Maximum Traction – Lakewood S197 Mustang Rear Suspension Install
As much as we romanticize our Mustang past, there has never been a better time to be a Mustang enthusiast than here and now. Aftermarket companies are cranking out new products for the S197 and nearly every Mustang from past generations on what seems to be a weekly basis. As power output has increased on our Project Wild E Coyote, the factory suspension struggles to keep up, in spite of the upgrades we’ve already installed. To help us get better traction at the drag strip and more rear cornering grip, we turned to Lakewood Industries for some chassis upgrades and a complete rear suspension package.
Heavy-Duty Control Arms – Partners In Stability
Our heavy-duty upper and lower control arms are constructed from high-strength tubular steel and include polyurethane bushings that can be lubricated periodically. – Jeremy Walinu
Factory control arms are stamped steel and feature rubber bushings for ride compliance and better noise, vibration and harshness characteristics. The stamped steel design also saves weight and simplifies manufacturing. However, they flex under demanding driving conditions, which alters suspension geometry and adversely affects handling. Even on a fairly low mileage car like Wild E Coyote, the factory lower control arms are plagued with an incredible amount of movement.
The factory control arms are not adjustable, which makes them impossible to tune. Knowing this, we opted for Lakewood’s Heavy-Duty upper (part number 20705), and lower (part number 20105) control arms for 2005-13 Mustangs. These control arms are a simple replacement that can be performed in an afternoon without the need to remove the rear axle. We also need to mention that Ford made some chassis changes to the Mustang with the 2010 design freshening. In our case this required a special mounting bracket adapter for our upper control arm, which we sourced from Metco, part number MUB2011.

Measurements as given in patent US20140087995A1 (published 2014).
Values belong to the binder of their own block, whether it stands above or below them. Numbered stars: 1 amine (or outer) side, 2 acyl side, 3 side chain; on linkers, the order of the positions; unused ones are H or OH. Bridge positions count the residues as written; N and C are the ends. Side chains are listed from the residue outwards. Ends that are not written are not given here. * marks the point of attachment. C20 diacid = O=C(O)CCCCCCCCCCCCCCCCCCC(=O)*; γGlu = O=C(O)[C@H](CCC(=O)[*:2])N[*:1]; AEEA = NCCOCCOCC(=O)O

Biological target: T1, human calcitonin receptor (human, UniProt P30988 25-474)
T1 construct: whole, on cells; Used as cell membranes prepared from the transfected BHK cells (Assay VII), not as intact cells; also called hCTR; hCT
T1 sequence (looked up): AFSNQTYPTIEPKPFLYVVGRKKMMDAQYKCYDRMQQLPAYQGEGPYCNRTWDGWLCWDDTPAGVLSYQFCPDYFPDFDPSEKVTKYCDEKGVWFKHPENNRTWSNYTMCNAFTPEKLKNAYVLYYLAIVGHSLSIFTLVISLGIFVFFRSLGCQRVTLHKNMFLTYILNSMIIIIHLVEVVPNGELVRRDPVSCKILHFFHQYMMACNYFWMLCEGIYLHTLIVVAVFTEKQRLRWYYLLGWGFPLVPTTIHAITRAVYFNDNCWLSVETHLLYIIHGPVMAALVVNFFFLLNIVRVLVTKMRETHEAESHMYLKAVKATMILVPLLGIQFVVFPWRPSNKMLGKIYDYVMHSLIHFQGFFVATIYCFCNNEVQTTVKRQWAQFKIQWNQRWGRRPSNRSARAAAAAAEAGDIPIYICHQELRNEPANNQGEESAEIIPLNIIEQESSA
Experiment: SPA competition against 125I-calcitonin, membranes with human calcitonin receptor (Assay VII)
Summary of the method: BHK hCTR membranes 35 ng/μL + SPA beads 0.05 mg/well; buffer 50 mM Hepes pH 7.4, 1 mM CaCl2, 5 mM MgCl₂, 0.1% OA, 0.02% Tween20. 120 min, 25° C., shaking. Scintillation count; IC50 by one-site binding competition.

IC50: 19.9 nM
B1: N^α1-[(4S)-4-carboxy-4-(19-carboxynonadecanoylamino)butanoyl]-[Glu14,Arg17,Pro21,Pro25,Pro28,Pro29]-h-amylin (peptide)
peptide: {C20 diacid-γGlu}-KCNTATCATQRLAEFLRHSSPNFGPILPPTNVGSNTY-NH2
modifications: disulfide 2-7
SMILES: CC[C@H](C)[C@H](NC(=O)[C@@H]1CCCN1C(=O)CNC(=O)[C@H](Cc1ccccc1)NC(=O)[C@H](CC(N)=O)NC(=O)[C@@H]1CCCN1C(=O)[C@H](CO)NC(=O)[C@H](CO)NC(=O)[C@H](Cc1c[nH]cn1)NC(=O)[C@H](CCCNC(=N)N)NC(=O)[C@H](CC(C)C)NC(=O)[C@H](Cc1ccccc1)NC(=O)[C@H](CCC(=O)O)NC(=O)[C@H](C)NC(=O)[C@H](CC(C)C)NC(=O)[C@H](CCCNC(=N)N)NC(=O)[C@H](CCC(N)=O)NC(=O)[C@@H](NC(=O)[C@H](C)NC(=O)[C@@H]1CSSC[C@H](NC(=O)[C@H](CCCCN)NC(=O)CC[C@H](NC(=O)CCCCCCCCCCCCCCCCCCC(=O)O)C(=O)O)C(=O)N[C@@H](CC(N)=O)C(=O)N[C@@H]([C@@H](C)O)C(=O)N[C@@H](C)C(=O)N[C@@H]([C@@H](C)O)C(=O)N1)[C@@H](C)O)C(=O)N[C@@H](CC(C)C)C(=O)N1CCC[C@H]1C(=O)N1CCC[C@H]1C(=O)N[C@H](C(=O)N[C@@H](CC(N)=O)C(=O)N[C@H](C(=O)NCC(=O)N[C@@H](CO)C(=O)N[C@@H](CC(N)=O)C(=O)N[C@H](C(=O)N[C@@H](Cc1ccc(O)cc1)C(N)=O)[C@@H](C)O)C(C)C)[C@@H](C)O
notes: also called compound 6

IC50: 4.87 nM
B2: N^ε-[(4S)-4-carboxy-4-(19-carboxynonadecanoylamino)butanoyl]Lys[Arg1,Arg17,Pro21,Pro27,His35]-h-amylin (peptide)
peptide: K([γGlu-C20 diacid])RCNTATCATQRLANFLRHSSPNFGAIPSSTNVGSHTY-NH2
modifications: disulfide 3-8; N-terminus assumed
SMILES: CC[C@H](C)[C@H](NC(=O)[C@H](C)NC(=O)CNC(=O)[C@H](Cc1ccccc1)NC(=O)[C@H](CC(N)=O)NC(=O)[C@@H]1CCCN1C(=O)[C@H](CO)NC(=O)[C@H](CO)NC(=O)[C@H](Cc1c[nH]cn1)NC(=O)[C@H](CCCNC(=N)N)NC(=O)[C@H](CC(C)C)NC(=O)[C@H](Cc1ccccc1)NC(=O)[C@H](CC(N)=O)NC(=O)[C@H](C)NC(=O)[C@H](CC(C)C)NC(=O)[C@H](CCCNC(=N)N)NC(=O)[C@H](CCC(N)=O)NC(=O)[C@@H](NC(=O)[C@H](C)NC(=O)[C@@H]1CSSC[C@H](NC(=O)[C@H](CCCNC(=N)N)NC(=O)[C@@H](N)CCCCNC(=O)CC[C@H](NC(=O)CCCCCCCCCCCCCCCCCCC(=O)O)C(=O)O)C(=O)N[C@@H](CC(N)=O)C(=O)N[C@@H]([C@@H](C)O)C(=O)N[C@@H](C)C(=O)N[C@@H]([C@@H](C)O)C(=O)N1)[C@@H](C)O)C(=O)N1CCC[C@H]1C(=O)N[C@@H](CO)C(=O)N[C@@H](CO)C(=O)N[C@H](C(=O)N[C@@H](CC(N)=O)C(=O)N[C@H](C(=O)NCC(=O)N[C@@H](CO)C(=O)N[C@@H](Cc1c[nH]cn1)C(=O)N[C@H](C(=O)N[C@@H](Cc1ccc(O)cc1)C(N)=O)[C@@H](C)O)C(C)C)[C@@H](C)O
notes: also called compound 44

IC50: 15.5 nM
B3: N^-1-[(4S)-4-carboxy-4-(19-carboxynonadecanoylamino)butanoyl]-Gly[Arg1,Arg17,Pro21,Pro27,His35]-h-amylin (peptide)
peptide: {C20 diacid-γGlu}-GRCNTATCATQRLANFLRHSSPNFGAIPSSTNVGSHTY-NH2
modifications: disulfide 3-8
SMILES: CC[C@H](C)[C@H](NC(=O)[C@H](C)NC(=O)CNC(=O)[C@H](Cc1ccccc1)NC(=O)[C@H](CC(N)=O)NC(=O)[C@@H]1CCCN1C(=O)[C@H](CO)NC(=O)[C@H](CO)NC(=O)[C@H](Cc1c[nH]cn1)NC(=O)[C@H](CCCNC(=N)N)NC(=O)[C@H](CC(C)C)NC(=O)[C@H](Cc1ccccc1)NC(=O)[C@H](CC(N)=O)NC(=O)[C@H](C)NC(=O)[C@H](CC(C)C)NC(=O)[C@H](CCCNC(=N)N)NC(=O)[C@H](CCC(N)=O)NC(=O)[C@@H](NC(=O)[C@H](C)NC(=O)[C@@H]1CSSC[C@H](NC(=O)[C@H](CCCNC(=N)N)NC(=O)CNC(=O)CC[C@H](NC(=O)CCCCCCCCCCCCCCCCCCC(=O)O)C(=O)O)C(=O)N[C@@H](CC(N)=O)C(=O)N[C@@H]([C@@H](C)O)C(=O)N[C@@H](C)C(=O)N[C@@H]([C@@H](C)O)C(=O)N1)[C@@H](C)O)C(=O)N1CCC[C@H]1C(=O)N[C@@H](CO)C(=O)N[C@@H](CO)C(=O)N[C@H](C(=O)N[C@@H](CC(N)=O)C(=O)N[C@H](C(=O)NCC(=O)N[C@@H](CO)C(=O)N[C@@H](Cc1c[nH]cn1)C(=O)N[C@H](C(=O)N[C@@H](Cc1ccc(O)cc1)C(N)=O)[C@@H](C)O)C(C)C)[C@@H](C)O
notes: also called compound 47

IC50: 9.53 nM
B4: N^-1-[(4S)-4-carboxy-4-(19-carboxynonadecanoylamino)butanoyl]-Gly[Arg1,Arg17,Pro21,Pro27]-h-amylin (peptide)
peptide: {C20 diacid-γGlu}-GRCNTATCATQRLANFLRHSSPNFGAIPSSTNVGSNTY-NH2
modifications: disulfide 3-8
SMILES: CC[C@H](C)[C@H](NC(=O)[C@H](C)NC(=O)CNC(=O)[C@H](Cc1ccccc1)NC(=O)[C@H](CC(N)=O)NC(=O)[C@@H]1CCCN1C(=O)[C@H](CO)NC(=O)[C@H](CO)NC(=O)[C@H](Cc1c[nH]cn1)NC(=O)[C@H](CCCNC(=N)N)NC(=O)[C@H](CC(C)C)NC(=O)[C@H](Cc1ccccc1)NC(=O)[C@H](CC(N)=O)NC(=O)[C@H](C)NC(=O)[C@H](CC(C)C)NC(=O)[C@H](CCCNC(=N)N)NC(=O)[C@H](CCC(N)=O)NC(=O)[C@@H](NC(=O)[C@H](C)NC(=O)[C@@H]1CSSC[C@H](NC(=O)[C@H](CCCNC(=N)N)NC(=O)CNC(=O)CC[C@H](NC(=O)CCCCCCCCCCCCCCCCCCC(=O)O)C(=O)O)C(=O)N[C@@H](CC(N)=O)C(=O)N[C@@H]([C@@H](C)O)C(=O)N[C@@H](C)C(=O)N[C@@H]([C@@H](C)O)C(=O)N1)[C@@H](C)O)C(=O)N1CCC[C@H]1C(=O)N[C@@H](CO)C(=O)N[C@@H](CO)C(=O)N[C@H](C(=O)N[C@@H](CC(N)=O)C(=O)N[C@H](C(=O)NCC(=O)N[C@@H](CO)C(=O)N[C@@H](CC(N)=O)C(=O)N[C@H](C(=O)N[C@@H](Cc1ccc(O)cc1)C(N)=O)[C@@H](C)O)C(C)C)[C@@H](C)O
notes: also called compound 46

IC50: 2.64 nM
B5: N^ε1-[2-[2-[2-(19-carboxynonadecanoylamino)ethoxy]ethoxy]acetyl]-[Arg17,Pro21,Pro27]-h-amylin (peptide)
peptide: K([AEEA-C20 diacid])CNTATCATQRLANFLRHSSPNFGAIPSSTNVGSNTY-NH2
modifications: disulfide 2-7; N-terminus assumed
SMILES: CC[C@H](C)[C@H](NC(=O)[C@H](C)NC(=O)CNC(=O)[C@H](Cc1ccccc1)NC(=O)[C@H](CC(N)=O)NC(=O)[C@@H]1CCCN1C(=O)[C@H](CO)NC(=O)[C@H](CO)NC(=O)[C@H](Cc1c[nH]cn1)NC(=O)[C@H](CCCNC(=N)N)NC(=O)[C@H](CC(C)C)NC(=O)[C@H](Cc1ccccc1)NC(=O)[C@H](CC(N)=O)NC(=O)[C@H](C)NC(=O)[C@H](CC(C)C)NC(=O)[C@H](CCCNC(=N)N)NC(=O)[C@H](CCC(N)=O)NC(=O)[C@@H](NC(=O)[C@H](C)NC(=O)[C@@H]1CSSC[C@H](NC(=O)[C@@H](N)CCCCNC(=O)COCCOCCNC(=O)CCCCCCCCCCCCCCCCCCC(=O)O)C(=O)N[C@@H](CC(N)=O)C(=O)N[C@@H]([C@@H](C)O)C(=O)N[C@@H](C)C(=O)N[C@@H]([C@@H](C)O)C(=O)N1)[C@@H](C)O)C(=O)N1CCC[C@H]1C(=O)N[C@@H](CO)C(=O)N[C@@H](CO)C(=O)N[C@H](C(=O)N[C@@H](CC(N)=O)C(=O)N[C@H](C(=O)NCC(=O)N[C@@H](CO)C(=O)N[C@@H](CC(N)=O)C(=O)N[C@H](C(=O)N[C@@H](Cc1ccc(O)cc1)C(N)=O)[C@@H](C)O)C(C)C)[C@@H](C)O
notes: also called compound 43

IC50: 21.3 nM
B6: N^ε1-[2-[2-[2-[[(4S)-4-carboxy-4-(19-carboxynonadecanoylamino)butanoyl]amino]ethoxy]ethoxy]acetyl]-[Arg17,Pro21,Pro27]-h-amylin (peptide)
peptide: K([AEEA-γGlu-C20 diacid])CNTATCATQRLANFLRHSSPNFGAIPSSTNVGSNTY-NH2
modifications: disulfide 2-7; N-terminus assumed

“Our heavy-duty upper and lower control arms are constructed from high strength tubular steel and include polyurethane bushings that can be lubricated periodically,” according to Jeremy Walinu of Lakewood Industries. He went on to explain that the bushings also provide a more rigid attachment to limit unwanted suspension deflection while remaining torsionally free to prevent binding and allow proper suspension articulation. These high-performance control arms also feature double adjustable links to allow length adjustments when installed on the vehicle. “This allows adjustment of the pinion angle and rear axle position relative to the wheel well to make the suspension more accommodating to things such as vehicle lowering spring kits,” says Walinu.
We also installed Lakewood’s adjustable lower control arm relocation brackets, part number 20101. These are ideal for a lowered car, as well as cars that go to the drag strip. They allow the mounting position of the lower control control arm to be changed at the rear axle housing. So we can not only compensate for changes in suspension geometry due to our lowering springs, but also adjust the rear suspension for maximum traction, should the need arise.
A key to faster installation and proper adjustment is to get the new control arms exactly the same length as the factory arms by placing them side by side and doing a bolt/bushing match-up. This gets you in the ballpark so you can set the pinion angle and check the axle centering once all the parts have been installed.